A €1.5 billion support package, a one-metre social distancing rule and the ending of the 14-day quarantine period for international arrivals are among measures being sought by the tourism industry here to help it recover from the Covid-19 crisis.

Publishing its Tourism Industry Revival Plan, the Irish Tourism Industry Confederation (ITIC) predicted that levels of revenue recorded last year by the sector will not return until 2024. 

"Tourism is unique in that it can provide jobs and regional economic balance quickly given the right enabling factors and policies," said Maurice Pratt, acting chairman of ITIC.  

"The industry has seen a shattering 80% fall in business this year and we urge the new Government to put tourism at the heart of its July stimulus measure and help the industry through this crisis and onto a growth path," Mr Pratt added. 

Today's plan includes 45 policy recommendations that the industry says need to be adopted by the Government to assist it with its recovery. 

These include a call for a lowering of the VAT rate on tourism services to 5%, an increase in overseas marketing budgets, a halving of employer PRSI rates and a creative use of state aid rules to support airports and carriers into the country.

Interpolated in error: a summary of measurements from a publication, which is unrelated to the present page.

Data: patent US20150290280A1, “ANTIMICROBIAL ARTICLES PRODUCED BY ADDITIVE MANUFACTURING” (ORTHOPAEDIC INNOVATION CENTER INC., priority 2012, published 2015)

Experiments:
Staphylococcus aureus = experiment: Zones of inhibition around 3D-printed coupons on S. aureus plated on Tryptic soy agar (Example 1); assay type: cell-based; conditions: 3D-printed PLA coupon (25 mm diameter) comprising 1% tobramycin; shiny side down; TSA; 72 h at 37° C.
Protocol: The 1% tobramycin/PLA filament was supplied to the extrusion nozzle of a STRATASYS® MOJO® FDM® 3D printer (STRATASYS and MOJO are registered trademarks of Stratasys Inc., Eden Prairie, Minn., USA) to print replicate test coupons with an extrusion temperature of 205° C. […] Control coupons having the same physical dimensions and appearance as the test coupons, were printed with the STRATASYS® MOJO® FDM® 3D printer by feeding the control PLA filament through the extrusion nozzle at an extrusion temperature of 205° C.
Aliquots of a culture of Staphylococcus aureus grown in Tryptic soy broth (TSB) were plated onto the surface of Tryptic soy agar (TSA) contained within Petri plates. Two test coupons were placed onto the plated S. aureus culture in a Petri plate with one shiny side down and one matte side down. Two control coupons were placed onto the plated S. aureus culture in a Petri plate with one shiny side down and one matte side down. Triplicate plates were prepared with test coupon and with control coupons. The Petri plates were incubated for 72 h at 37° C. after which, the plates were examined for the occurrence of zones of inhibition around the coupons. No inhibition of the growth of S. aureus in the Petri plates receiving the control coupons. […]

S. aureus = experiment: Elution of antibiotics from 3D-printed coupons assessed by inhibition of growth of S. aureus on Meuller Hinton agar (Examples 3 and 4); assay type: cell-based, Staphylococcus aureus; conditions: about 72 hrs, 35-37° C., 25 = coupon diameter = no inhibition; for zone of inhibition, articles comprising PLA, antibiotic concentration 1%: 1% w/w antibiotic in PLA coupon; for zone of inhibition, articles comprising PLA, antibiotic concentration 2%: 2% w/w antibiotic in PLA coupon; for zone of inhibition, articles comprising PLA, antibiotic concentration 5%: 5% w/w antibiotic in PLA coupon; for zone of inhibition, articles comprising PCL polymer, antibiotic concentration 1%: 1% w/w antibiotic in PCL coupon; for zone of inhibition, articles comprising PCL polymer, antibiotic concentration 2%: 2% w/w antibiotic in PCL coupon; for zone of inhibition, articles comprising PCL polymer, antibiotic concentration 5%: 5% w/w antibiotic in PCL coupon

The sector is also seeking a package of €1.5 billion in business support grants and liquidity and the extension of the Temporary Wage Subsidy Scheme until March next year. 

But ITIC chief executive Eoghan O'Mara Walsh said the 14-day quarantine rule on visitors arriving into Ireland was akin to hanging a "closed" sign over the country for international tourists. 

"The rest of Europe is relaxing travel restrictions and that is where Ireland should be going while adopting best practice public health guidelines," he said.

"75% of the Irish tourism economy is made up of international visitation and sadly this will be massively affected this year so Government must support Ireland's largest indigenous industry now or else there will be widespread business closures and job losses throughout regional Ireland," he added. 

The plan says that in the most optimistic scenario, if the recommendations are implemented and the virus is contained, the result would be €2 billion in annual tax receipts for the exchequer and 323,029 would be employed in the sector. 

ITIC also reiterated its disappointment and frustration that tourism was not included with an economic ministry by the new Government.